Wednesday, April 1, 2020

The Boston Celtics and Jaylen Brown couldn’t agree on an early contract extension worth $80M over the next four years.

Going down memory lane is pointless, disingenuous Monday morning quarterbacking. Watching people laugh themselves into a busted gut when Jaylen Brown turns down a $80 million offer from the Boston Celtics, to stay on board for four extra years; it just shows NBA Twitter isn’t really any different than any other faction of Twitter.

People take one trip to BasketballReference.com and suddenly everyone knows who this player is and how much he is worth, despite only seeing him play on (if I’m being generous) a handful of occasions. Reading people’s grievances towards Brown, listing off reasons why he sucks is like when Bill Simmons blames Sony Michel for not breaking tackles from significantly bigger men than he is.

They don’t know anything, they are desperate for retweets and likes because they believe Twitter is the vehicle that’ll take them to stardom – never mind social media’s rarely done that for anyone commentating on sports.

Brown recently turned down a modest contract extension from the Celtics worth $80 million for four-years. To put into context, similarly talented player Tobias Harris inked a $64 million contract with Orlando for the same amount of years.

The optimistic view of Brown is he is in the middle of developing into a Klay Thompson like scorer. But Thompson showed signs early in his career of an elite stroke from long range. While Brown is far from poor in that area, he’ll never grow into half of what Thompson’s become. The better comparison for Brown is the aforementioned Tobias Harris:

Harris, 2012-2014: 46/28/79, 10.8 points, 5.1 rebounds, 1.1 assists, 106 ORtg, 16 PER,

Brown, 2016-2019: 46/36/65, 11.2 points, 4 rebounds, 1.2 assists, 104 ORtg, 12.8 PER.

Brown should be grateful he’s received his extension at the price he did. Times are about to go haywire with the fiasco brewing in China between NBA League Offices. Over $22 million a season is beyond what Brown can expect at this very time, and possibly the summer; no matter how great Brown is.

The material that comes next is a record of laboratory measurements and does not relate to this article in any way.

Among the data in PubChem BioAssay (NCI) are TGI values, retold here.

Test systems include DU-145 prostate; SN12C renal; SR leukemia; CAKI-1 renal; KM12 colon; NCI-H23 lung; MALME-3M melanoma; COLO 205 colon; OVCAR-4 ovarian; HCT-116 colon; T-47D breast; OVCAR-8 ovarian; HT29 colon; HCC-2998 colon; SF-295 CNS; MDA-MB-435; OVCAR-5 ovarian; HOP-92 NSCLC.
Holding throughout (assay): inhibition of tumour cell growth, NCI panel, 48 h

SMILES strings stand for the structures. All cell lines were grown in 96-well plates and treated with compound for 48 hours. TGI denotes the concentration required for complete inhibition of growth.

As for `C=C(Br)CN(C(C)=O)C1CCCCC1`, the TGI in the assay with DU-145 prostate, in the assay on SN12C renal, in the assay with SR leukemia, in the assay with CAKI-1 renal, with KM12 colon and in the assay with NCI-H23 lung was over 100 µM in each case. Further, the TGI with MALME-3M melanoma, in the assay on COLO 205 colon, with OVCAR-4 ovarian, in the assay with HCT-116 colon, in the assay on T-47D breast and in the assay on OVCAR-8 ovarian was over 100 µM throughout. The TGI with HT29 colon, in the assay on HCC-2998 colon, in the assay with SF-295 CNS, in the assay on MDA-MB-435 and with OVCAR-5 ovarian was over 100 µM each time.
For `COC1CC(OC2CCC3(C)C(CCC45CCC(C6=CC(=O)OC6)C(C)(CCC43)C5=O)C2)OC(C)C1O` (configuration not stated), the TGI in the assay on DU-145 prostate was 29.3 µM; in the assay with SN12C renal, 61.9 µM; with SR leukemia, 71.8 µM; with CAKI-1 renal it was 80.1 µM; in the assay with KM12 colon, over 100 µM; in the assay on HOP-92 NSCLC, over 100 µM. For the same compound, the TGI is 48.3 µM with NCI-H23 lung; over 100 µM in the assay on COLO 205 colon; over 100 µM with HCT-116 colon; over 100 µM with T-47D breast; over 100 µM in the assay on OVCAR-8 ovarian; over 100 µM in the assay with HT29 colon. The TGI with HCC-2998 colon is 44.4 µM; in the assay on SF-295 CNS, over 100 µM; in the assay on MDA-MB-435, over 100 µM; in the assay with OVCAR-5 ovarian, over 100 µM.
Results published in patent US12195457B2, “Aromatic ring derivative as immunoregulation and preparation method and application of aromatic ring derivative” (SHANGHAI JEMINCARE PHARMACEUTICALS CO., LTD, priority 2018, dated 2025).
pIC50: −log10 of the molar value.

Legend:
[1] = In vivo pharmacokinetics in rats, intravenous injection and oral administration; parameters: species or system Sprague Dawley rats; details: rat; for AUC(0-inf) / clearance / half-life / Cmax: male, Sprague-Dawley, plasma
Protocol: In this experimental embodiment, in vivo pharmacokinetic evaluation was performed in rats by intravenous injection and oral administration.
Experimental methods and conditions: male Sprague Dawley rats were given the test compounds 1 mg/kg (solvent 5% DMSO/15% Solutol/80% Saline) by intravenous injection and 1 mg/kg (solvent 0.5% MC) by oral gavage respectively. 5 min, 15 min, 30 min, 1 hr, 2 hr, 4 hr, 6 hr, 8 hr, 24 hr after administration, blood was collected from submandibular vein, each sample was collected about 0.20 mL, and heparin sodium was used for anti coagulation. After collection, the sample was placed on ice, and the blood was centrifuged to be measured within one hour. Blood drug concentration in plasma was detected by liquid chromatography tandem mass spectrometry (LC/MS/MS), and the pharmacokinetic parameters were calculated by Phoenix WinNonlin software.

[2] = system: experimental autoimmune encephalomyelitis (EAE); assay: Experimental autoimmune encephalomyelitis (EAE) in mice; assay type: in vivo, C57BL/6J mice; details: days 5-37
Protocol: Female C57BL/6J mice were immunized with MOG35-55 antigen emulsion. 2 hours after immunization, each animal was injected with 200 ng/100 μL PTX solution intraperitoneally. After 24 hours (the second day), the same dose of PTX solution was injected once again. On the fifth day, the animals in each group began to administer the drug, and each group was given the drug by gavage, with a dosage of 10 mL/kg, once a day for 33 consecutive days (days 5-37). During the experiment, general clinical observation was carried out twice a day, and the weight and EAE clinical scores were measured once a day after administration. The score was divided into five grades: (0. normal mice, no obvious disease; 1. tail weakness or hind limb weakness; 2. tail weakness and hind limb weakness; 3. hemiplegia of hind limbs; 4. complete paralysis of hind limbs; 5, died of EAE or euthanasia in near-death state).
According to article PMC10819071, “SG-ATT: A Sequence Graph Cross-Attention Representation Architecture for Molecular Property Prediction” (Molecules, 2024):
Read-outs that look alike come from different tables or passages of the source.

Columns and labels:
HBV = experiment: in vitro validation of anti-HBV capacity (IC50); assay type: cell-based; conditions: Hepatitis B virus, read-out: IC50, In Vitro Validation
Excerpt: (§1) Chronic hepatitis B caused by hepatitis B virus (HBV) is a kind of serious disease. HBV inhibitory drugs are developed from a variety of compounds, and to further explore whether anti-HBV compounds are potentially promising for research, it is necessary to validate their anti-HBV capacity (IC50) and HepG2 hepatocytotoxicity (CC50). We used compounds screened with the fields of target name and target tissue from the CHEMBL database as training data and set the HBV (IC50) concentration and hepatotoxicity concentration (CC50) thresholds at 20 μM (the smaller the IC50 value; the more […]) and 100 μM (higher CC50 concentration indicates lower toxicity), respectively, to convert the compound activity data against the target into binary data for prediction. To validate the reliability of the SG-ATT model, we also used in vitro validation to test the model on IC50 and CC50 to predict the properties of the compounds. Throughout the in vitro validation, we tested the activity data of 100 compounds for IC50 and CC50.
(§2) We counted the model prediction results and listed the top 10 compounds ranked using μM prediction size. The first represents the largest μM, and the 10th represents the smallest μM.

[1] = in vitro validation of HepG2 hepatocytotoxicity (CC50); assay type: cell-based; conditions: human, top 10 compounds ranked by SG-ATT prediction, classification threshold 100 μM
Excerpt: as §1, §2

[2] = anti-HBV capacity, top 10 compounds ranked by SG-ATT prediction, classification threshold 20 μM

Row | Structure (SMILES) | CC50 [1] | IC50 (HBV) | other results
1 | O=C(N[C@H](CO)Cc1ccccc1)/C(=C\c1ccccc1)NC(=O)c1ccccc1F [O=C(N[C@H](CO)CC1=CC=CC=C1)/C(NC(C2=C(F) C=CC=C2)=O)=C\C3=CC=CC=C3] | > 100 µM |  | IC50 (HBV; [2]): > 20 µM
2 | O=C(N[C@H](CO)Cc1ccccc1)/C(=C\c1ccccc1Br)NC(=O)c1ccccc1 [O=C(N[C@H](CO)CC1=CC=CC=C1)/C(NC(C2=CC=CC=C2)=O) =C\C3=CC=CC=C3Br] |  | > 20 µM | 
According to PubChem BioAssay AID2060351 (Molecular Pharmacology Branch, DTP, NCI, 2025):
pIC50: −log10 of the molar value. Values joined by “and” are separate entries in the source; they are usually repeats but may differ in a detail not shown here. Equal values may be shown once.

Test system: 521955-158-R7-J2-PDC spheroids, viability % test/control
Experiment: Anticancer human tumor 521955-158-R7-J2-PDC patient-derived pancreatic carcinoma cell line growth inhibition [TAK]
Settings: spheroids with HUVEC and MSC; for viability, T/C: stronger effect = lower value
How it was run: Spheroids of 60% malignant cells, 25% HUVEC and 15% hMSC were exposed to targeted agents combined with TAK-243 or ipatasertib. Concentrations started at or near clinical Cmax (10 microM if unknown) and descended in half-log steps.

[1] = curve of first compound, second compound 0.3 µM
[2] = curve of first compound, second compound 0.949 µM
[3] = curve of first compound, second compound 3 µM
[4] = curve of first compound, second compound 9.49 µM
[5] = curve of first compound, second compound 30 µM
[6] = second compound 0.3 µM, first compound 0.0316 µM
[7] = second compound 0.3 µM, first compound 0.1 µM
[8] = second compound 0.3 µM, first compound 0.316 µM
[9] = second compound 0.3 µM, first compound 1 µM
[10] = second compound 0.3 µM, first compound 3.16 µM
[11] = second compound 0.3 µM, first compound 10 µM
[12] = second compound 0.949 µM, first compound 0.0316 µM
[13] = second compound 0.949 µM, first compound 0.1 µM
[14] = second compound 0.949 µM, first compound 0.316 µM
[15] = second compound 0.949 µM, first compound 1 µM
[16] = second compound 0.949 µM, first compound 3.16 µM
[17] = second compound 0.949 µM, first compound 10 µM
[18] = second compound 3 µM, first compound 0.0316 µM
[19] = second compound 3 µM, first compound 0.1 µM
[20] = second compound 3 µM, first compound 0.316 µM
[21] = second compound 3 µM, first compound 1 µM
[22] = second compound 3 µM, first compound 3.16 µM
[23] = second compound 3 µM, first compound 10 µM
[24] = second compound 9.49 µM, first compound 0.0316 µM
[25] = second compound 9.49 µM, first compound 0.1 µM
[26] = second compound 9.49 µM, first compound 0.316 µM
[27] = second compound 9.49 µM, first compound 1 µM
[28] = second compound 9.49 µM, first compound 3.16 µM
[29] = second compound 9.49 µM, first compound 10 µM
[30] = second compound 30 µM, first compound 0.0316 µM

Is Brown better than Harrison Barnes, who was paid $94.4 million in the hectic summer of 2016? Yes. By far. But Barnes had leverage. He was coming off a career year. The cap was spiking upward exponentially. Money was to be spent by 99 percent of NBA teams. That isn’t the case for the NBA in next summer.

There is a time and place to demand a six-figure salary, preferably your third contract. It’s when the team exceeds the salary cap and pays a player like Jaylen Brown the money they desire. To do so on the second contract is insane. There are too many variables to take into account before tying yourself to Brown to an almost un-tradable contract.

What if the Boston Celtics are still saddled with Gordon Hayward beyond 2020? Hayward has a player-option worth $34 million for 2020-21. Under normal circumstances, he’d likely decline the option and go into free agency. But as we all know, Hayward is rehabbing from a traumatic ankle injury which robbed him two full seasons of his prime. Perhaps 2019-20 will be a bounce back year for him. But if it isn’t, he likely isn’t seeing that kind of money on the open market. If the Celtics sign Brown to what he is asking, then the Celtics are really in trouble.

The Boston Celtics will have to pay Jayson Tatum, too. While no fan would hesitate to locking up Tatum, his offensive game consistently scores better than Brown’s and his defensive efforts go un-deservingly unheralded. It is worthy to note a premature, expensive Brown extension at this time locks the Celtics into these two guys as the vocal point of the squad for the foreseeable future. While we love them both, it’s unlikely a Tatum-Brown front-court is a recipe for success. Quality seasons? Sure. Championship contention? Eh…

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